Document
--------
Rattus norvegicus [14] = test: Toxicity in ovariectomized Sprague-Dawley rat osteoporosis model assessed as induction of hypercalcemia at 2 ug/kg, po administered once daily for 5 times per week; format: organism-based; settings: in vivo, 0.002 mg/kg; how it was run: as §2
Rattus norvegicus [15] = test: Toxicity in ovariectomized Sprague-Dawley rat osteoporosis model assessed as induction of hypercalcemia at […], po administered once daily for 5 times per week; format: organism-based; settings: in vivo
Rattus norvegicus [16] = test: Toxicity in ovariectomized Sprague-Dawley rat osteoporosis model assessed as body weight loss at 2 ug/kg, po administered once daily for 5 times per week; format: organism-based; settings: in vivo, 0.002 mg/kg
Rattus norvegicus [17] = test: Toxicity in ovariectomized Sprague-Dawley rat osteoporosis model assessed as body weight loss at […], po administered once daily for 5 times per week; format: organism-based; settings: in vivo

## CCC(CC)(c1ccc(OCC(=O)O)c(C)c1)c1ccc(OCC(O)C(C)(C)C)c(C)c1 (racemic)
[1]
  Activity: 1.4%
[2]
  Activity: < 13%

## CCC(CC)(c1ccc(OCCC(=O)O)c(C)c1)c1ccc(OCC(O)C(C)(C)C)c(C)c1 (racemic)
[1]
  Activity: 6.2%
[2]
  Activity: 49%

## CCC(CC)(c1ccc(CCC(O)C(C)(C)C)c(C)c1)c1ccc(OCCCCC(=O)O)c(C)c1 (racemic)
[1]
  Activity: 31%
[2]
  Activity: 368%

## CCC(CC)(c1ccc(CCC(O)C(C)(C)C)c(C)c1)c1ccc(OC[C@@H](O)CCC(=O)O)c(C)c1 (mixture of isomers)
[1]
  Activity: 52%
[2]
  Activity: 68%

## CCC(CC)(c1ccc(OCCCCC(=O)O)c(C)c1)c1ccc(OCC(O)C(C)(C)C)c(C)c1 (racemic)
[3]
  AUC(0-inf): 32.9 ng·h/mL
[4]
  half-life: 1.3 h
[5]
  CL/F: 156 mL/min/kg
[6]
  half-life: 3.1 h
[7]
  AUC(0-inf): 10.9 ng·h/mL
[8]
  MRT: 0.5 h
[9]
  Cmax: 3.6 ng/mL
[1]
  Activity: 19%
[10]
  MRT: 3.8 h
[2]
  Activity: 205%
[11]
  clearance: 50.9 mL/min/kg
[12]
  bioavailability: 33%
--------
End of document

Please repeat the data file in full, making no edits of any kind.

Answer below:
Rattus norvegicus [14] = test: Toxicity in ovariectomized Sprague-Dawley rat osteoporosis model assessed as induction of hypercalcemia at 2 ug/kg, po administered once daily for 5 times per week; format: organism-based; settings: in vivo, 0.002 mg/kg; how it was run: as §2
Rattus norvegicus [15] = test: Toxicity in ovariectomized Sprague-Dawley rat osteoporosis model assessed as induction of hypercalcemia at […], po administered once daily for 5 times per week; format: organism-based; settings: in vivo
Rattus norvegicus [16] = test: Toxicity in ovariectomized Sprague-Dawley rat osteoporosis model assessed as body weight loss at 2 ug/kg, po administered once daily for 5 times per week; format: organism-based; settings: in vivo, 0.002 mg/kg
Rattus norvegicus [17] = test: Toxicity in ovariectomized Sprague-Dawley rat osteoporosis model assessed as body weight loss at […], po administered once daily for 5 times per week; format: organism-based; settings: in vivo

## CCC(CC)(c1ccc(OCC(=O)O)c(C)c1)c1ccc(OCC(O)C(C)(C)C)c(C)c1 (racemic)
[1]
  Activity: 1.4%
[2]
  Activity: < 13%

## CCC(CC)(c1ccc(OCCC(=O)O)c(C)c1)c1ccc(OCC(O)C(C)(C)C)c(C)c1 (racemic)
[1]
  Activity: 6.2%
[2]
  Activity: 49%

## CCC(CC)(c1ccc(CCC(O)C(C)(C)C)c(C)c1)c1ccc(OCCCCC(=O)O)c(C)c1 (racemic)
[1]
  Activity: 31%
[2]
  Activity: 368%

## CCC(CC)(c1ccc(CCC(O)C(C)(C)C)c(C)c1)c1ccc(OC[C@@H](O)CCC(=O)O)c(C)c1 (mixture of isomers)
[1]
  Activity: 52%
[2]
  Activity: 68%

## CCC(CC)(c1ccc(OCCCCC(=O)O)c(C)c1)c1ccc(OCC(O)C(C)(C)C)c(C)c1 (racemic)
[3]
  AUC(0-inf): 32.9 ng·h/mL
[4]
  half-life: 1.3 h
[5]
  CL/F: 156 mL/min/kg
[6]
  half-life: 3.1 h
[7]
  AUC(0-inf): 10.9 ng·h/mL
[8]
  MRT: 0.5 h
[9]
  Cmax: 3.6 ng/mL
[1]
  Activity: 19%
[10]
  MRT: 3.8 h
[2]
  Activity: 205%
[11]
  clearance: 50.9 mL/min/kg
[12]
  bioavailability: 33%